Page Banner

United States Department of Agriculture

Agricultural Research Service

Title: Herbicide Contamination in Streams of a Claypan Soil Watershed: Evaluation of the Semipermeable Membrane Device As An Integrative Monitor

item Orazio, C - USGS
item Lerch, Robert
item Blanchard, Paul - UMC
item Petty, J - USGS
item Huckins, J - USGS
item Gale, R - USGS
item Lebo, J - USGS
item Alvarez, D - UMC

Submitted to: Society of Environmental Toxicology and Chemistry Abstracts
Publication Type: Abstract Only
Publication Acceptance Date: July 28, 1998
Publication Date: N/A

Technical Abstract: The herbicides atrazine, alachlor, cyanazine and metolachlor are common surface water contaminants in Missouri resulting from corn acreage runoff, especially in claypan regions. Several federal agencies have on-going programs to monitor herbicides in Missouri streams by taking periodic water samples. Intermittent runoff events can introduce error into the herbicide erunoff assessment if high concentrations associated with the events are no measured. We evaluated the semipermeable membrane device (SPMD) as a potential alternative or augmentation to grab samples for monitoring herbicides in streams. Duplicate SPMDs were deployed in six streams for a two week period, and grab water samples were taken at the beginning and end of the two week period. The SPMDs were of the common design: a thin layer of lipid (triolein) enclosed in a layflat polyethylene tube. The four herbicides accumulated in the SPMD sampler at amounts consistent with factors controlling SPMD uptake and dissipation rates. The SPMDs show promise as a tool for sequestering atrazine based on the presence of significant levels of atrazine and low standard deviations of the duplicate SPMDs deployed at each site. However, due to the relatively high water solubilities of herbicide compounds and corresponding low Kow's, their accumulation by the SPMD is much less than for compounds such as chlordane, DDT and other higher Kow chemicals. Thus, SPMDs may be useful as a tool for assessing atrazine bioaccumulation in fish or other aquatic species, but they do not serve as an integrated sampler for extended deployment periods.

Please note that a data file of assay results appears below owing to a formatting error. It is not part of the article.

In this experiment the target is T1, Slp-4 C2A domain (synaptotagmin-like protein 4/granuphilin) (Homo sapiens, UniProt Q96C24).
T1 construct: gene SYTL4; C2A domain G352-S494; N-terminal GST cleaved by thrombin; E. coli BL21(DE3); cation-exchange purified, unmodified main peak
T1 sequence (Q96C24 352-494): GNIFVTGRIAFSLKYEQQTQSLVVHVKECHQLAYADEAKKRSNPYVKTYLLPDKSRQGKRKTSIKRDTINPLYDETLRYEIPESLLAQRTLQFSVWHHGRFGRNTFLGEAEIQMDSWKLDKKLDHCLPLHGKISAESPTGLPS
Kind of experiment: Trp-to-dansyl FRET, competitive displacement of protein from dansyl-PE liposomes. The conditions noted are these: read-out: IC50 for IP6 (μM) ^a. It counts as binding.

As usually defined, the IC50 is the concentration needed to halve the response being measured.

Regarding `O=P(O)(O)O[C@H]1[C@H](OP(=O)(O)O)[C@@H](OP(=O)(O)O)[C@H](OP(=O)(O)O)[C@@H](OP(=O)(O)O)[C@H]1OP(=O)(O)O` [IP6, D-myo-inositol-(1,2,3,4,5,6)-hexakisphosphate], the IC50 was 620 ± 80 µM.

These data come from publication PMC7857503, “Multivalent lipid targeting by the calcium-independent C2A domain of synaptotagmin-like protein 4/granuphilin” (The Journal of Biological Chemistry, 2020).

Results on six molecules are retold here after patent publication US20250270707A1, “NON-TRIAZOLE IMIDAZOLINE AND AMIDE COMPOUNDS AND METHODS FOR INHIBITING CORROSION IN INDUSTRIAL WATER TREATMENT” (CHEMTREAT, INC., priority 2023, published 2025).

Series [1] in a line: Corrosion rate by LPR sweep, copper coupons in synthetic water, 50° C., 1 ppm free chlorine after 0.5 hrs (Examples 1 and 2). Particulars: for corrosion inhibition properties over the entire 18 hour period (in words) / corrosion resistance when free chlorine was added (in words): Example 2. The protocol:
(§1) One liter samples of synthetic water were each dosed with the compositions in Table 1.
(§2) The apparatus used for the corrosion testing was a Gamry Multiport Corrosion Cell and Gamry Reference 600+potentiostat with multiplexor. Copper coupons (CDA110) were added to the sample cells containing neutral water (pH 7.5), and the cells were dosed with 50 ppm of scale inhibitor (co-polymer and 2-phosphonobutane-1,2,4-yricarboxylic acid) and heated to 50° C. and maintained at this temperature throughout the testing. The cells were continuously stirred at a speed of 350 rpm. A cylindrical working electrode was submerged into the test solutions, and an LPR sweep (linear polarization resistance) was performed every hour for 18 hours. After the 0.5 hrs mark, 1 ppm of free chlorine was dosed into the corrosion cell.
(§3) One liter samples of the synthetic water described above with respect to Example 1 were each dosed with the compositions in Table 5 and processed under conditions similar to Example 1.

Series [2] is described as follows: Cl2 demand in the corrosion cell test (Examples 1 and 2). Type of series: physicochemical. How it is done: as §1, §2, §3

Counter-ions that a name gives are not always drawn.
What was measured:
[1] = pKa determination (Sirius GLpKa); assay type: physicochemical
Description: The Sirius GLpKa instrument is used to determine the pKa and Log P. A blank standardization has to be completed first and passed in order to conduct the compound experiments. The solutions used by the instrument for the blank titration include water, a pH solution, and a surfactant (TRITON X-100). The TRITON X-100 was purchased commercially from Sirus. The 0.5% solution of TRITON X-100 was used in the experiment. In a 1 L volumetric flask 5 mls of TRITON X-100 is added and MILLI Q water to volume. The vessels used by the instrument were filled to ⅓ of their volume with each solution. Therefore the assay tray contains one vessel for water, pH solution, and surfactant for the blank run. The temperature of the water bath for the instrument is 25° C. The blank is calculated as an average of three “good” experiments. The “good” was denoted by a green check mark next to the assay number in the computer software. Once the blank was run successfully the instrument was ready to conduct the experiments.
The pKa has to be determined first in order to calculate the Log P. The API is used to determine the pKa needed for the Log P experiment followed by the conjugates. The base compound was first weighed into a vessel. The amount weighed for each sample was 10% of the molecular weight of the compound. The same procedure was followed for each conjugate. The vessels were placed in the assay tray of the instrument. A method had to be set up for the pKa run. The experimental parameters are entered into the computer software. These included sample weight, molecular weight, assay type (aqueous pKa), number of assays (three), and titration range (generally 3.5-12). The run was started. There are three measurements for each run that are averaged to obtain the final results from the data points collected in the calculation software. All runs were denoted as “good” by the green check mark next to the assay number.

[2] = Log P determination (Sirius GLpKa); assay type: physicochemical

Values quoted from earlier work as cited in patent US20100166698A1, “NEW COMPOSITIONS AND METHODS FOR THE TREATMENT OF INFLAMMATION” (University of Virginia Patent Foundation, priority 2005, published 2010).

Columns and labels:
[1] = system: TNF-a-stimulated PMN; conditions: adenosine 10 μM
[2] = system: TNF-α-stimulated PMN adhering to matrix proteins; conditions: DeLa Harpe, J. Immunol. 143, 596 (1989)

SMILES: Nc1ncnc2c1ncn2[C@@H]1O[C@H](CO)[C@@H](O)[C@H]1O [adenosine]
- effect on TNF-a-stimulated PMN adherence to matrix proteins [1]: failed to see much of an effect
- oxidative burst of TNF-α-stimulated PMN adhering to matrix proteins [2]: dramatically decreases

Last Modified: 4/21/2015
Footer Content Back to Top of Page